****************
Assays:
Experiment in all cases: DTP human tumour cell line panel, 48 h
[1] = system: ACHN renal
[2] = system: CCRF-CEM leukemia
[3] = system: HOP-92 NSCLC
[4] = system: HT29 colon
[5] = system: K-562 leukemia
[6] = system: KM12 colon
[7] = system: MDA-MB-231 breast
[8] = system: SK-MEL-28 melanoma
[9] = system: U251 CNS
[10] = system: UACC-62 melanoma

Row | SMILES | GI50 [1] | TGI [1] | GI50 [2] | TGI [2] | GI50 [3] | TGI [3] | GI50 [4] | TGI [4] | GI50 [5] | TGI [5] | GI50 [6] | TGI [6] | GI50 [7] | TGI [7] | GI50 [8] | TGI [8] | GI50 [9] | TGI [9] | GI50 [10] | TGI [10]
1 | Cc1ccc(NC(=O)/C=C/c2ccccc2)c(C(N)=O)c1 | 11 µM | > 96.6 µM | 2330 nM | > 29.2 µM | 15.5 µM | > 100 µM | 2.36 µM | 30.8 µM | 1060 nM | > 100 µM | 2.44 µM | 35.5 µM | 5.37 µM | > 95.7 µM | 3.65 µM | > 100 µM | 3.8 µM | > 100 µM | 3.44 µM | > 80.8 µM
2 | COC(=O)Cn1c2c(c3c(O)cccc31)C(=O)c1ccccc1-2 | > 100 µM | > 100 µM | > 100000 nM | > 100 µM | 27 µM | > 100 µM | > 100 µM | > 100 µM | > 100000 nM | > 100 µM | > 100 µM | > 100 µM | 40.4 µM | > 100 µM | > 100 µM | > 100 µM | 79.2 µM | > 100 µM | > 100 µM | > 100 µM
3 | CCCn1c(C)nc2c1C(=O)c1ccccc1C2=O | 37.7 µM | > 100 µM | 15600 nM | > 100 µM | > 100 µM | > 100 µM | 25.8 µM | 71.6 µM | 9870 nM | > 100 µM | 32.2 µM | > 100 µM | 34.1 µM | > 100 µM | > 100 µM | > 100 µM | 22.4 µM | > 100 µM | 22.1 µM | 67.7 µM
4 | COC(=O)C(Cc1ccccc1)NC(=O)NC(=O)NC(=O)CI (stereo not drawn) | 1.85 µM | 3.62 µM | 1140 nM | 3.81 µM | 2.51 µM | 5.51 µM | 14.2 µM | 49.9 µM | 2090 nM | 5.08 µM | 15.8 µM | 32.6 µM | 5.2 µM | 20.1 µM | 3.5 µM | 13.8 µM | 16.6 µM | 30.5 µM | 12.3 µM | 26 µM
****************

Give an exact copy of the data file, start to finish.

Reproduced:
Assays:
Experiment in all cases: DTP human tumour cell line panel, 48 h
[1] = system: ACHN renal
[2] = system: CCRF-CEM leukemia
[3] = system: HOP-92 NSCLC
[4] = system: HT29 colon
[5] = system: K-562 leukemia
[6] = system: KM12 colon
[7] = system: MDA-MB-231 breast
[8] = system: SK-MEL-28 melanoma
[9] = system: U251 CNS
[10] = system: UACC-62 melanoma

Row | SMILES | GI50 [1] | TGI [1] | GI50 [2] | TGI [2] | GI50 [3] | TGI [3] | GI50 [4] | TGI [4] | GI50 [5] | TGI [5] | GI50 [6] | TGI [6] | GI50 [7] | TGI [7] | GI50 [8] | TGI [8] | GI50 [9] | TGI [9] | GI50 [10] | TGI [10]
1 | Cc1ccc(NC(=O)/C=C/c2ccccc2)c(C(N)=O)c1 | 11 µM | > 96.6 µM | 2330 nM | > 29.2 µM | 15.5 µM | > 100 µM | 2.36 µM | 30.8 µM | 1060 nM | > 100 µM | 2.44 µM | 35.5 µM | 5.37 µM | > 95.7 µM | 3.65 µM | > 100 µM | 3.8 µM | > 100 µM | 3.44 µM | > 80.8 µM
2 | COC(=O)Cn1c2c(c3c(O)cccc31)C(=O)c1ccccc1-2 | > 100 µM | > 100 µM | > 100000 nM | > 100 µM | 27 µM | > 100 µM | > 100 µM | > 100 µM | > 100000 nM | > 100 µM | > 100 µM | > 100 µM | 40.4 µM | > 100 µM | > 100 µM | > 100 µM | 79.2 µM | > 100 µM | > 100 µM | > 100 µM
3 | CCCn1c(C)nc2c1C(=O)c1ccccc1C2=O | 37.7 µM | > 100 µM | 15600 nM | > 100 µM | > 100 µM | > 100 µM | 25.8 µM | 71.6 µM | 9870 nM | > 100 µM | 32.2 µM | > 100 µM | 34.1 µM | > 100 µM | > 100 µM | > 100 µM | 22.4 µM | > 100 µM | 22.1 µM | 67.7 µM
4 | COC(=O)C(Cc1ccccc1)NC(=O)NC(=O)NC(=O)CI (stereo not drawn) | 1.85 µM | 3.62 µM | 1140 nM | 3.81 µM | 2.51 µM | 5.51 µM | 14.2 µM | 49.9 µM | 2090 nM | 5.08 µM | 15.8 µM | 32.6 µM | 5.2 µM | 20.1 µM | 3.5 µM | 13.8 µM | 16.6 µM | 30.5 µM | 12.3 µM | 26 µM